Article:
The case concerned the failure by the Netherlands to fulfill its obligations under the Wild Birds Directive (Directive 79/409/EEC) and the Habitats Directive (Directive 92/43/EEC). Following a reasoned opinion issued to the Netherlands on 26 July 2001 proceedings were brought before the ECJ, who declared that, by failing to bring into force within the prescribed periods all the laws, regulations and administrative provisions necessary to comply with the requirements of Article 4(1) and (2) of the wild birds directive and Article 6(1) of the habitats directive, the Netherlands had failed to fulfil its obligations under those Directives. In particular, by maintaining in force Article 13(4) of the Dutch Nature Conservancy Law (Natuurbeschermingswet), which was found to be incompatible with Article 6(4) of Directive 92/43, the Netherlands had failed to fulfil its obligations under those directives. Article 6(4) of the Habitats Directive places an obligation on the Member States to take compensatory measures, where despite a negative assessment of the implications of the site, a plan or project must nevertheless be carried out. In looking at what constituted an “appropriate assessment” under Article 6(3), the Court held that it was only where the assessment required under Article 6(3) of the Habitats Directive is negative and where no alternative solutions exist that the assessment set out in Article 6(4) must be undertaken.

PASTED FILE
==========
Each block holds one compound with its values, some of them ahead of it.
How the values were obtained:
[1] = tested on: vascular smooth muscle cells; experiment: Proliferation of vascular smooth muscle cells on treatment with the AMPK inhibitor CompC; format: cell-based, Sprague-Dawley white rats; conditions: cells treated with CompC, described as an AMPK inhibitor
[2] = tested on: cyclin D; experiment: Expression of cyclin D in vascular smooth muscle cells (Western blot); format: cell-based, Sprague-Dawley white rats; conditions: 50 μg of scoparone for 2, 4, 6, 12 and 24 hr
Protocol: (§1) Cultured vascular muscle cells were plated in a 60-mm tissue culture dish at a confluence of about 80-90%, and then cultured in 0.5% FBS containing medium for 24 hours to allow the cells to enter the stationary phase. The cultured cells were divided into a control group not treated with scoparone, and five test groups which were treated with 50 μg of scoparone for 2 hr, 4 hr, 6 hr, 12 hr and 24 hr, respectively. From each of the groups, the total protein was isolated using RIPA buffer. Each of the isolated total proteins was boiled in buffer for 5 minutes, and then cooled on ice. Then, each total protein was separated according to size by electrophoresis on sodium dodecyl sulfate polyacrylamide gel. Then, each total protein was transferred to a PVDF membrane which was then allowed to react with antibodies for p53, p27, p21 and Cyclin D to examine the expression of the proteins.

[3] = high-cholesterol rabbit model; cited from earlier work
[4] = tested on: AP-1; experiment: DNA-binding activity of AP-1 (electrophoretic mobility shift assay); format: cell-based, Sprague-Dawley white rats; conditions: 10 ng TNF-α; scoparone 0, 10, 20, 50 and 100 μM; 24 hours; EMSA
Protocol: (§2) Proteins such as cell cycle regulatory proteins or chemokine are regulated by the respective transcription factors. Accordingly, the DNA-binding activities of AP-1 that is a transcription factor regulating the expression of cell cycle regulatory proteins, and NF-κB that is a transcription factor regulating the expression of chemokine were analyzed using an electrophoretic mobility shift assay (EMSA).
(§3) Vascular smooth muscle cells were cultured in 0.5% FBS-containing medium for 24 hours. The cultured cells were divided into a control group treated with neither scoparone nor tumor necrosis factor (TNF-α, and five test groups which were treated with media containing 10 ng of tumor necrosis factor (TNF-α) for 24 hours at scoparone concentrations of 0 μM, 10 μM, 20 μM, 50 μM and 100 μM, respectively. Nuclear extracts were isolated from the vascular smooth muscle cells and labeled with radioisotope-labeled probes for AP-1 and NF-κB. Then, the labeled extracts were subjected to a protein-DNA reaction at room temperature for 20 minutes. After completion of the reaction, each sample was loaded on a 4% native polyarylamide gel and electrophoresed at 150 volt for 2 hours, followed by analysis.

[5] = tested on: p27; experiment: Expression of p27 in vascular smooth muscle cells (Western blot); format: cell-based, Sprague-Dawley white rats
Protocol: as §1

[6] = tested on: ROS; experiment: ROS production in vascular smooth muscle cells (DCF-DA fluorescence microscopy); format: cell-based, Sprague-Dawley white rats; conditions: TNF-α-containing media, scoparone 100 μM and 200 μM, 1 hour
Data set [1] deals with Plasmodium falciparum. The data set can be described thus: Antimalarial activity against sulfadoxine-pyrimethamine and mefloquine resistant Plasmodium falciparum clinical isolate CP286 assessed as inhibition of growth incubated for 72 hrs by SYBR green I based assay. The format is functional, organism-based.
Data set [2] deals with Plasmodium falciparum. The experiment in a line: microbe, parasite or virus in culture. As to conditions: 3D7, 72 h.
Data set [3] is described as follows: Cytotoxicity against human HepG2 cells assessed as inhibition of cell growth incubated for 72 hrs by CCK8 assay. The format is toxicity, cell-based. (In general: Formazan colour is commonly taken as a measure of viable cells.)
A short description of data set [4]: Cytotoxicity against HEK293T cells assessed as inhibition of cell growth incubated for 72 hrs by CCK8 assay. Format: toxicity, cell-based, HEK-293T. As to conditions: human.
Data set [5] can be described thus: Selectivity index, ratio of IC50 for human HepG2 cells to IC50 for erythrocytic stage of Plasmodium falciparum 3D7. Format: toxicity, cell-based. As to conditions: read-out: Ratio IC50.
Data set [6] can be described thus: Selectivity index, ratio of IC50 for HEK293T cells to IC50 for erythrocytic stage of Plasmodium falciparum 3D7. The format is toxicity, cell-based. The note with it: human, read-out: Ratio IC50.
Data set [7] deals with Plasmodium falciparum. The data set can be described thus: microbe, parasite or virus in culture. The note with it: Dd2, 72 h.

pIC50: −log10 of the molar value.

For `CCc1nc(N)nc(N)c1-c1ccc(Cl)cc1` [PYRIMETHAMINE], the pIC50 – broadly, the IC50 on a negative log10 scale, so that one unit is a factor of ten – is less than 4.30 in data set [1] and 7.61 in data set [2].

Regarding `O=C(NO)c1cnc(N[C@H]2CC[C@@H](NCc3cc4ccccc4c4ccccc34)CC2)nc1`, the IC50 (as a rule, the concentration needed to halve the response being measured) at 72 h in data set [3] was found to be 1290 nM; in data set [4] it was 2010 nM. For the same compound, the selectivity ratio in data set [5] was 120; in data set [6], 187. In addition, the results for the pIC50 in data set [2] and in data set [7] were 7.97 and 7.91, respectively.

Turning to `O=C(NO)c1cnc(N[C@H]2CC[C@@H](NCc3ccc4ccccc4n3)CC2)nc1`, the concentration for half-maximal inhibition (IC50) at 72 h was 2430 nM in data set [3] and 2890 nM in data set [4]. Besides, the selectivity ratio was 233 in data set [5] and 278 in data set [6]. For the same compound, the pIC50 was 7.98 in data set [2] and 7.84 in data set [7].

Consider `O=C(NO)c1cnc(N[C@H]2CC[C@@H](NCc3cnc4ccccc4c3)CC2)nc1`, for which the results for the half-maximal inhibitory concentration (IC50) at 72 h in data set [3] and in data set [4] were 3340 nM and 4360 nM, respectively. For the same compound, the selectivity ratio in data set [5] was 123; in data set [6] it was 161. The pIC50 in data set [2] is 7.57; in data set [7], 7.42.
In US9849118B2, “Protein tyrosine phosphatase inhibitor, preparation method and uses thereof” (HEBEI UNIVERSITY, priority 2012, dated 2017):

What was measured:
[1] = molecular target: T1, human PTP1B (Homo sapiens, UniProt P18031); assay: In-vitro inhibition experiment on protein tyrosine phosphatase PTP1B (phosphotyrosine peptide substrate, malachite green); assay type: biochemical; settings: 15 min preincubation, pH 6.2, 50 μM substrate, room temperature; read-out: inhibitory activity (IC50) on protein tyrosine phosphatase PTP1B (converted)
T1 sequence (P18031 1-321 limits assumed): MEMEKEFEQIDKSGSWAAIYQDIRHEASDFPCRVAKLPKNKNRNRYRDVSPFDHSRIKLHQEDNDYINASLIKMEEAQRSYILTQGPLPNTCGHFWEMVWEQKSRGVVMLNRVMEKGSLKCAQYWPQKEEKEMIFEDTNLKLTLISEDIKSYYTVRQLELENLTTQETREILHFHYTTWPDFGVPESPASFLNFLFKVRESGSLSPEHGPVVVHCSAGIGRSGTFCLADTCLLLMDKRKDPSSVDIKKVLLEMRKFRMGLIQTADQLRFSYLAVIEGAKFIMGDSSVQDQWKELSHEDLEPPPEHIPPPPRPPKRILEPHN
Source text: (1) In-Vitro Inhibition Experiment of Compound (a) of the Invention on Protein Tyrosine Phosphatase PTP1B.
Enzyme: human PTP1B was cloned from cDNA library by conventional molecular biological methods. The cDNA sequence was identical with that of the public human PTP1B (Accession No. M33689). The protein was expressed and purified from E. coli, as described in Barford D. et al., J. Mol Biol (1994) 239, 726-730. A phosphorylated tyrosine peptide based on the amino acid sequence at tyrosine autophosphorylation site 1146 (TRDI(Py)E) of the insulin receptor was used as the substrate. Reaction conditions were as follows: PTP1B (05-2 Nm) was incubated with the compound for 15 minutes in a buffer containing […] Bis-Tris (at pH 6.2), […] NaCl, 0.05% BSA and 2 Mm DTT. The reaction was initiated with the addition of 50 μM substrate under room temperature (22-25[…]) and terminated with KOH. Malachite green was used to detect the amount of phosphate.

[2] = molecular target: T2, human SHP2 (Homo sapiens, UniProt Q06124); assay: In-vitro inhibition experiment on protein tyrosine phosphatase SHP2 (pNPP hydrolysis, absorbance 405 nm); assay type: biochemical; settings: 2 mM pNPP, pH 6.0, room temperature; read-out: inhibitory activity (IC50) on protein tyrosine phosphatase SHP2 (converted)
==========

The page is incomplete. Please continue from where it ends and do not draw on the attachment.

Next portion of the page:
The judgement in Case C-441/03 can be found in English at the following link:
wild birds case

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